What is your prayer life like? When do you pray and for what? How do your prayers help you become more like Jesus?
Jesus and Friendship
Another critical component of Jesus' spirituality was friendship. Where we focus on programs, Jesus focused on relationships. Where we focus on information transmission, Jesus focused on mentoring and relational teaching.
Large crowds were always attracted to him and he seems to have had many followers. His group of followers was important to him, as we see him sending out 72 on a mission to share the gospel. But he had a qualitatively different relationship with a selection of his followers, twelve to be exact, "whom he also designated apostles" (6:13).
In this verse we see Jesus calling his followers to him but selecting only twelve to be apostles. Crowds followed Jesus and he taught and healed many out of these crowds, but when it came to learning, mentoring, and growing, he did so with a few. Did he not care about the rest? Did he not worry about them? Not at all. I think we see in this a narrowing of Jesus' focus to mentor, teach, and build relationships (friendships) with just a few.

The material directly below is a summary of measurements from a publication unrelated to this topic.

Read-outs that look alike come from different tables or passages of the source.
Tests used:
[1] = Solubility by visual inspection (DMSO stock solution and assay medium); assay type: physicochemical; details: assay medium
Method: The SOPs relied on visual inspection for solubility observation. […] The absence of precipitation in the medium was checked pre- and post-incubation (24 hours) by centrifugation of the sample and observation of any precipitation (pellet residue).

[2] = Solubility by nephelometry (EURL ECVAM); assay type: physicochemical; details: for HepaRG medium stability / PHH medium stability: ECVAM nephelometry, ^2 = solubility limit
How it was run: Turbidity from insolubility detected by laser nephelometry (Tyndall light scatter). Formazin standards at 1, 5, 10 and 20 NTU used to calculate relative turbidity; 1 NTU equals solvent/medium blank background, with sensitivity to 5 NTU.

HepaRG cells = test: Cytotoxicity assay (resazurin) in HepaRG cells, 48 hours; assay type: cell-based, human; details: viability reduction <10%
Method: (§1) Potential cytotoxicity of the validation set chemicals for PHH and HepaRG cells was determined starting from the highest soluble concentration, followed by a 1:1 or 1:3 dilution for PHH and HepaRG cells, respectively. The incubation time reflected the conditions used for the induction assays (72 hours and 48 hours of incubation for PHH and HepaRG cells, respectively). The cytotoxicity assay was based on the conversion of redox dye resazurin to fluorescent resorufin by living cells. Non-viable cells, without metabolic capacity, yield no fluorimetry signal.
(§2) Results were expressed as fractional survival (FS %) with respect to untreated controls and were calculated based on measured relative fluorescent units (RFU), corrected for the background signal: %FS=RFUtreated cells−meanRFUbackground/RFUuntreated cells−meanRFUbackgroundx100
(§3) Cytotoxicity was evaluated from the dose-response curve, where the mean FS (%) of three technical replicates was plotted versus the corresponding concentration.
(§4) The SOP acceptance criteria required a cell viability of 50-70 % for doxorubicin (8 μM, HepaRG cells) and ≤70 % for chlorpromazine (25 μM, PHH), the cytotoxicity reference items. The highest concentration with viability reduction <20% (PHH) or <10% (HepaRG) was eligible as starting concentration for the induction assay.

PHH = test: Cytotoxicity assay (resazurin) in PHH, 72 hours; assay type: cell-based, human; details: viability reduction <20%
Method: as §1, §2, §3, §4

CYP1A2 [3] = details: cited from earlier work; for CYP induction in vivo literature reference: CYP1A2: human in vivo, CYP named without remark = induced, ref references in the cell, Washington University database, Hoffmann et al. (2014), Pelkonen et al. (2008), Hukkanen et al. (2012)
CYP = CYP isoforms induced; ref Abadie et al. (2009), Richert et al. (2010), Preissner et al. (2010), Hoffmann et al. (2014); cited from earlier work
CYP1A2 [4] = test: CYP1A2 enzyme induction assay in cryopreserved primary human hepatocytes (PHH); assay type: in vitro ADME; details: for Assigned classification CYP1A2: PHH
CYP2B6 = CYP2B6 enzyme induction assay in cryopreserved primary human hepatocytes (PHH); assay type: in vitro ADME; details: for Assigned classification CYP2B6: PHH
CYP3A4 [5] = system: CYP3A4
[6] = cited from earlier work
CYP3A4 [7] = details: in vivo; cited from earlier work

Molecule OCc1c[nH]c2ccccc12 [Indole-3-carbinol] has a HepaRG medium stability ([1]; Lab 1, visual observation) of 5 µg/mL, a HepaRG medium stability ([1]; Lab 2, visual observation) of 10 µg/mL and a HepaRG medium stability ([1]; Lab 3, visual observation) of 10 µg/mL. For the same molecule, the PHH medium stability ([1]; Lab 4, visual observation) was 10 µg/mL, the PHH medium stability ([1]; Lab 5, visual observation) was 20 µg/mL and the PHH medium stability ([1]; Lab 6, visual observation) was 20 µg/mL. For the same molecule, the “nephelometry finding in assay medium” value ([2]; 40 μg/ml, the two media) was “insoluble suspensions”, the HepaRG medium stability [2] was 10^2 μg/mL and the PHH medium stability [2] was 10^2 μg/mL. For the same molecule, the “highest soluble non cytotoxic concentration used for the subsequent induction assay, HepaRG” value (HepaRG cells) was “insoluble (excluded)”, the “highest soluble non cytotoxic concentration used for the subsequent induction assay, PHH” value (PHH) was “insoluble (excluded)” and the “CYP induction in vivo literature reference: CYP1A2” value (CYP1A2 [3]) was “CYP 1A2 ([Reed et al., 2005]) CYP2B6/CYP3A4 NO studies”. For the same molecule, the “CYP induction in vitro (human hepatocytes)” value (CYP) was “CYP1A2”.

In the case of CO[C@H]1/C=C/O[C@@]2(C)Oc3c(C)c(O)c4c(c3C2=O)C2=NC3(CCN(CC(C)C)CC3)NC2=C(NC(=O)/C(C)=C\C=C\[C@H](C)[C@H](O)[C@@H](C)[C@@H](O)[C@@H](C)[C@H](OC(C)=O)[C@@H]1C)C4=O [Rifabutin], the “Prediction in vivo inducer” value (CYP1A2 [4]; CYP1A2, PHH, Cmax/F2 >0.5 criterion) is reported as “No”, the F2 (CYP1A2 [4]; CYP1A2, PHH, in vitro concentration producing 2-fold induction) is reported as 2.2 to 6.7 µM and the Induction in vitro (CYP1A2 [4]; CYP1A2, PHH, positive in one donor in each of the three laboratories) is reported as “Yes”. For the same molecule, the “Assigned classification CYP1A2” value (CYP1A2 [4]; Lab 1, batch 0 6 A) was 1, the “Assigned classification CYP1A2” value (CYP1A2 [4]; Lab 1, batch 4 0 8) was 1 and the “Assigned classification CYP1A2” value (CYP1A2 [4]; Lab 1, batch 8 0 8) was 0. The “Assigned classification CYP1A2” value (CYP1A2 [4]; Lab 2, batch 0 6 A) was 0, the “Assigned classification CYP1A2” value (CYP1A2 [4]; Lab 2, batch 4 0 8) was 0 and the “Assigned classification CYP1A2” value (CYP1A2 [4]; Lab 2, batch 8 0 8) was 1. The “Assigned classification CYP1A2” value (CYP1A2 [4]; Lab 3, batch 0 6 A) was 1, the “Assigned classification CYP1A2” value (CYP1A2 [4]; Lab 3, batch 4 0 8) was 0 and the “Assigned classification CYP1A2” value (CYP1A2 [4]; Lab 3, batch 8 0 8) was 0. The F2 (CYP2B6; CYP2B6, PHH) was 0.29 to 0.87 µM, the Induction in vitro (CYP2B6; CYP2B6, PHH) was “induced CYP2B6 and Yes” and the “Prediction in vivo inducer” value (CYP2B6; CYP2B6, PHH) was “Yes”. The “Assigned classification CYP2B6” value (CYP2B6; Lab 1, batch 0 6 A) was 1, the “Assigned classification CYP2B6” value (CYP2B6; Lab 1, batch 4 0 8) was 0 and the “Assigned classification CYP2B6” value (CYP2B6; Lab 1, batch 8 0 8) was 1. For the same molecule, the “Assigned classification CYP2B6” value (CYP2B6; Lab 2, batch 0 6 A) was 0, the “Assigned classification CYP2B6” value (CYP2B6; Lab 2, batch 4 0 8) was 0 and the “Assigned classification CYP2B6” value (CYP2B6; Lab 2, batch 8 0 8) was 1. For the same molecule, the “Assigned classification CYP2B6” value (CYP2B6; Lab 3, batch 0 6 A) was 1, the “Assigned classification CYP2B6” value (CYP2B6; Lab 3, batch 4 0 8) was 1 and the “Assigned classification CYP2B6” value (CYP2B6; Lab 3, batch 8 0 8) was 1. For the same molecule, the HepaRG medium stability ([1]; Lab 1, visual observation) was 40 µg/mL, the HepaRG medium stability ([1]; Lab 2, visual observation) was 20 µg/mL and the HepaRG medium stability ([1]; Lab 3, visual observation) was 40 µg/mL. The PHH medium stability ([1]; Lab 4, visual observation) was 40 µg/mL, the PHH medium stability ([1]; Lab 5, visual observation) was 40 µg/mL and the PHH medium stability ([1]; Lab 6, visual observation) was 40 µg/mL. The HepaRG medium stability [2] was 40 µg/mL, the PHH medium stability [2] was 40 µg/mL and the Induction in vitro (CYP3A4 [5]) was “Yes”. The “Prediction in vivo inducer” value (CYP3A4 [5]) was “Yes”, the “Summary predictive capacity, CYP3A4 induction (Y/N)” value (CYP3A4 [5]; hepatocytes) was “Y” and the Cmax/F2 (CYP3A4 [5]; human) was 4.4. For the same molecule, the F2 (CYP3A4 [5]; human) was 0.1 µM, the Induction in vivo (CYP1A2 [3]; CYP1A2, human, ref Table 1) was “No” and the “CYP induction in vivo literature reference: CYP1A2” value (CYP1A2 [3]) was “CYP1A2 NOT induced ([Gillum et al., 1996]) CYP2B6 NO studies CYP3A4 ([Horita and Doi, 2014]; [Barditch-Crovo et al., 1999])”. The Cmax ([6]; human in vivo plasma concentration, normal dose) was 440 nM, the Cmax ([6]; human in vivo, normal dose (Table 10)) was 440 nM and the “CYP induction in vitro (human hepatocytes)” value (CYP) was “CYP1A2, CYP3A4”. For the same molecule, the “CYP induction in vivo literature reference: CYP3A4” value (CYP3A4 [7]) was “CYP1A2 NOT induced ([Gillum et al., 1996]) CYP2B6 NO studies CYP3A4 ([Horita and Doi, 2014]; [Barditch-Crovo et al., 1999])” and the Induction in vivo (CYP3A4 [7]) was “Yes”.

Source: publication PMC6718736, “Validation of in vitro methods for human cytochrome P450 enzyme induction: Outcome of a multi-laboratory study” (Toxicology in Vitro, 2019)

We can view this as a principle of friendship and imagine Jesus' followers as the church-at-large and his selection of twelve as a model for us to follow in our friendships. He taught his disciples differently than he taught the crowds, providing more spiritual content to his disciples (Luke 8:9-15; 12:1) and his disciples were with him at crucial times in his life (Luke 9:28; 22:39).
What other Christians are you friends (not acquaintances) with? How do these friendships help you become more like Jesus?
Why are some churches the most vicious places? Why are some churches the last place you would look to find friendships? Are your closest friends inside the church or outside the church?
I think we've largely lost the art of friendship in the church. Sure, some of us have deep, solid friendships, but I wonder if the majority of us don't go beyond mere acquaintanceship with other Christians we know. We sure don't go out of our way to spend time with people who are members of the same church we are.
Friendship might be on the back-burner in our lives because we focus more on the actions and processes of following Jesus, such as discipleship and evangelism. But at the core of these processes is a developing relationship, or, friendship.
In fact, in Luke 6:12-16, Jesus teaches a principle of friendship. He called his disciples together and then chose some of them to become apostles. This implies he had a larger group of followers than the twelve he chose to be apostles. We don't know why he chose these twelve, except that he prayed all night before making this decision.